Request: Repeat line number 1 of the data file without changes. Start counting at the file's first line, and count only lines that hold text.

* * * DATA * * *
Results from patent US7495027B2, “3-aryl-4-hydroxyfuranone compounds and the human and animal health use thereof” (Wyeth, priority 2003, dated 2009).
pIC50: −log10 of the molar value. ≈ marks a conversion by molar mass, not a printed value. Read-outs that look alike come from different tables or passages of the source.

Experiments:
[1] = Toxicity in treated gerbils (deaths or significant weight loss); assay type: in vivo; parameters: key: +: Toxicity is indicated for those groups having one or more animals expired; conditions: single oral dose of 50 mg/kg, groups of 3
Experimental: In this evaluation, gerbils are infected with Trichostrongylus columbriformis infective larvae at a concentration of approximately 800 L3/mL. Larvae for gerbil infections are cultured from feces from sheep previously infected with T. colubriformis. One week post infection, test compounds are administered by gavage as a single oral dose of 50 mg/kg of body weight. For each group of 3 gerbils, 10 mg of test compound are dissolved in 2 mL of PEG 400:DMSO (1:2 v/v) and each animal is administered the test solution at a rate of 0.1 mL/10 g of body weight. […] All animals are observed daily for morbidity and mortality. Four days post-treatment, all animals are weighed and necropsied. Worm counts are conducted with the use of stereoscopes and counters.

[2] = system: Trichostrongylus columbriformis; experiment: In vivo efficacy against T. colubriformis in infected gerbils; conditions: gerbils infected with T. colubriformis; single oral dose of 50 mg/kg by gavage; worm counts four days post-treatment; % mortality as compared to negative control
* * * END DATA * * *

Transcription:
Results from patent US7495027B2, “3-aryl-4-hydroxyfuranone compounds and the human and animal health use thereof” (Wyeth, priority 2003, dated 2009).